SHANGHAI (AdAgeChina.com) -- Coca-Cola Co. is harnessing the popularity of online fantasy games among young Chinese to promote Coca-Cola Zero over the next 12 months.
Coke Zero, a sugar-free variation of the company's flagship Coke brand, debuted in China last year, but has not been widely distributed or marketed until now.
Each brand in Coke's roster is marketed to specific passion points. Sprite, for example, is promoted through music in China. To drive Coke Zero sales, particularly in first and second tier cities in China, the company has partnered with Shanda Games, one of the mainland's leading interactive entertainment media companies.
On June 16, the two companies launched a year-long "Creativity Opens Possibility" promotion built around Aion, a fantasy combat game that is part of a genre called massively multiplayer online role-playing game (commonly abbreviated MMORPG).
Aion, developed by Korea's NCsoft but operated in China by Shanda, was launched in China in April 2009, and already has more than a million users, even though it has the highest ever requirements for a MMORPG. Following a strategy Coke is using for other brands like Minute Maid and Sprite, the company is interacting with consumers rather than talking at them.
"The unique angle is that we invite consumers to have a role in the game and participate in the game," Andres Kiger, Coke's Shanghai-based senior integrated marketing communications director for China, told Ad Age shortly before the launch ceremony on the front steps of the Oriental Pearl tower.
One of the top tourist attractions in Shanghai's eerie, futuristic Pudong district, the venue was fitting for the outlandish costumes worn by the avatars of online game players. The event was packed with hundreds of gaming fans, eager to see the game's designer in person and actors dressed as characters in the game.
"We can insert some unique elements for Coke Zero consumers as part of the game [in China]," Mr. Kiger said. "[The game has] about 300 million gamers, so there's been an explosion in this space. Our consumers are there and they're engaged and we're looking for unique opportunities to engage with them."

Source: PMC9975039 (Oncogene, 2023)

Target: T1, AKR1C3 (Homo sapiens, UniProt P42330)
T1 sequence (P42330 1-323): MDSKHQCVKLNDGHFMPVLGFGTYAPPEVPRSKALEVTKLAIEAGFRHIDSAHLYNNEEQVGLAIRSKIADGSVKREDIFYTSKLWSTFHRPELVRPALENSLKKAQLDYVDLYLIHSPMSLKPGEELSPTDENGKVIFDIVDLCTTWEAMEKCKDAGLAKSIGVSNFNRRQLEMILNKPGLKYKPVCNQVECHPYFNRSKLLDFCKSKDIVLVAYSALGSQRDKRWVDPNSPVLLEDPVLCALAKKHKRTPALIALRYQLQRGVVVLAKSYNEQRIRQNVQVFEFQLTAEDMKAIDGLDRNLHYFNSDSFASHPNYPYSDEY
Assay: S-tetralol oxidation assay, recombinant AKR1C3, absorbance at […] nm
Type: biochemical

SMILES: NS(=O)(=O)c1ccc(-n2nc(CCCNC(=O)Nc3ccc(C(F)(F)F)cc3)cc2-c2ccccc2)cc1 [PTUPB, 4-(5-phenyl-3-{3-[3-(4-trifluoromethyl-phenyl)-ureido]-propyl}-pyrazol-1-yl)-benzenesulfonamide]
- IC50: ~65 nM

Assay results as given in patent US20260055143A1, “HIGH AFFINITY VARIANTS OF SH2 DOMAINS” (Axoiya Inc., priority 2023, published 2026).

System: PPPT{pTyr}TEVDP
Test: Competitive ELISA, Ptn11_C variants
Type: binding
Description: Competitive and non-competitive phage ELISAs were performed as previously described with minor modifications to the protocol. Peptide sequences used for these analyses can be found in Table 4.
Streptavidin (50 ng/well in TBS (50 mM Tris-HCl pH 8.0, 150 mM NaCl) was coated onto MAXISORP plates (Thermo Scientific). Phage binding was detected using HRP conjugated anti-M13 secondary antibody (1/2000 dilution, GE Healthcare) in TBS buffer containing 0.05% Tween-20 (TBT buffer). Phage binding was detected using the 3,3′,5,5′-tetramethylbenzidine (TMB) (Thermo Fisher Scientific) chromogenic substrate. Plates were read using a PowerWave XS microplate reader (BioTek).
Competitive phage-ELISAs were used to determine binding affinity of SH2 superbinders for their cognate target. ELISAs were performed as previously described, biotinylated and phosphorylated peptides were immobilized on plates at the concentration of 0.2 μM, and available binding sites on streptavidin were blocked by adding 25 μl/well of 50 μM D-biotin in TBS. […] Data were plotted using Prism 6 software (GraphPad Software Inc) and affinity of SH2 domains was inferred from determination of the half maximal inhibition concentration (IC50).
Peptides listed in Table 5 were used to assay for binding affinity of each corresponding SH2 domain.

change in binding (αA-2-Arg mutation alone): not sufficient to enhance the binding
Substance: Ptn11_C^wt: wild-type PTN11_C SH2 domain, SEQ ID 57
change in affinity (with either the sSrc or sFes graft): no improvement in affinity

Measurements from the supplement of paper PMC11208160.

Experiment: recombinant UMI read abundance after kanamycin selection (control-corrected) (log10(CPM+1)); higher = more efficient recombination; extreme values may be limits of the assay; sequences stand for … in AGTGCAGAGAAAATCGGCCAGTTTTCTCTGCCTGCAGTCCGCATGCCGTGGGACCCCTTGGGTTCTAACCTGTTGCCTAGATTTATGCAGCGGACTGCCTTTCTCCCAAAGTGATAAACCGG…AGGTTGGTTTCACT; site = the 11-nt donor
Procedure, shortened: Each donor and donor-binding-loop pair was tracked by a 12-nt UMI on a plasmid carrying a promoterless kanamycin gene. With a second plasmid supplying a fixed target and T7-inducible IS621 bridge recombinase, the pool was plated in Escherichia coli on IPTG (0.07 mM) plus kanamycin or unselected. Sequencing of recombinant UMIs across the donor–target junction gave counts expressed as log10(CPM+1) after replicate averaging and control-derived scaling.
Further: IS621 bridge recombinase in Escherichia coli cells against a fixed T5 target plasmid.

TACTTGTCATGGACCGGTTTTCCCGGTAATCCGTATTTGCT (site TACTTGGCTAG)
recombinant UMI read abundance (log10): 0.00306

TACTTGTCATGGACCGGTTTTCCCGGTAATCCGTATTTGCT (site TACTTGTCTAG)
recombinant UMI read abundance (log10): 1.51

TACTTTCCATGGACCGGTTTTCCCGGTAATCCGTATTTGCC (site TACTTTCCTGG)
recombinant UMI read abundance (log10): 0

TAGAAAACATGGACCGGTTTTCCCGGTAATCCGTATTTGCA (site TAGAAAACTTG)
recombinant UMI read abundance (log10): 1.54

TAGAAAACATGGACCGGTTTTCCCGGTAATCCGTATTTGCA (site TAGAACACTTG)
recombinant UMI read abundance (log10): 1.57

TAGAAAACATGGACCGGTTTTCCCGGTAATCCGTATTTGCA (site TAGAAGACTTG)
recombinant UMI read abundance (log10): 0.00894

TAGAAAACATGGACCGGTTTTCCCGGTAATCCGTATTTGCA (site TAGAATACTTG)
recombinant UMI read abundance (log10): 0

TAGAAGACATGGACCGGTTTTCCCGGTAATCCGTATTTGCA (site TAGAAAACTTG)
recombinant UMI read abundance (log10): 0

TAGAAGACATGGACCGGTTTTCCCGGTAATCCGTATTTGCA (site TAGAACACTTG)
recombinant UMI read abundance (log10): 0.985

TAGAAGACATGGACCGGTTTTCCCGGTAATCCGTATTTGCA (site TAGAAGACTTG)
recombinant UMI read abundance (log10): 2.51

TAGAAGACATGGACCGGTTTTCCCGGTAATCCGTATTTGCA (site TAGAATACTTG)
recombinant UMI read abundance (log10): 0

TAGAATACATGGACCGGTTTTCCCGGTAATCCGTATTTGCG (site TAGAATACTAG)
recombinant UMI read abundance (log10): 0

Through a branding collaboration with Shanda, Coca-Cola Zero is offering China's most creative young scriptwriter the opportunity to have his or her own storyline integrated into the Aion game. Gamers can send submissions to Coke's Chinese portal, www.iCoke.cn, where visitors to the site will judge and vote on their work.
The contest's grand prize is a trip to a video game expo in South Korea, one of the world's most innovative gaming markets, plus an internship at Shanda.
The Chinese game operator has also incorporated a Coca-Cola-based non-player character in a new version of the game introduced this month, but the promotion is about more than branding, said Mr. Kiger.
To drive sales, Coca-Cola and Shanda are offering $1.5 million worth of prizes to Coke Zero consumers, who register by inputting the 13-digit PIN numbers from Coke Zero products at iCoke.cn
"The gaming strategy links to the different possibilities it gave us to build the brand as well as to the popularity of online gaming in China," said Wayne Fan, Shanghai-based regional business director, Greater China at Wwwins Consulting. A division of Aegis Media's Isobar network, Wwwins helped develop the strategy and implementation of Coke's partnership with Shanda as well as the online marketing.
Coke is promoting the Aion competition in nine cities, including Beijing, Shanghai, Guangzhou and Shenzhen. Ads are running in Shanda's internet cafes nationwide, in some McDonald's outlets through a drinks promotion with the fast food company, through special offers at convenience stores and supermarkets, and on LED screens at bus stops. The contest is also promoted in Milk, a magazine devoted to street fashion and style.
The creative was developed by Red Lounge, a dedicated team in Shanghai comprised of staff from all of Coke's roster agencies, including Leo Burnett and Starcom MediaVest.
Red Lounge also created a spot in which a struggling game developer meets some of the game's most popular characters and is inspired by the great taste of Coke Zero. The ad is only running on web sites and video-sharing portals like Youku, and will not air on TV.
"We thought it was more in keeping with the digital nature of the campaign to only run the ads online," Mr. Fan said.
Coca-Cola has used online games in the past to market its flagship Coke brand in China. In 2007, the company developed a nationwide online gaming tournament held in several thousand internet cafes in over 100 cities across China. The winners received a free trip to New York city, where they competed with the world's top players at the Digital Life Pro/Am Tournament.
In the summer of 2005, for example, Coke sponsored World of Warcraft (WoW), the most popular online game that year. The two-month promotion included ads plus co-branded product packaging and 40 million prizes such as laptop computers, WoW premiums and free gaming hours. The U.S. beverage giant also decorated 10,000 internet cafes with elaborate WoW and Coke branding, driving up Coke sales in the cafes by up to 30%, according to company executives.
"That promotion was effective but it was more passive. This gets our brand much more involved with consumers," Mr. Kiger said.
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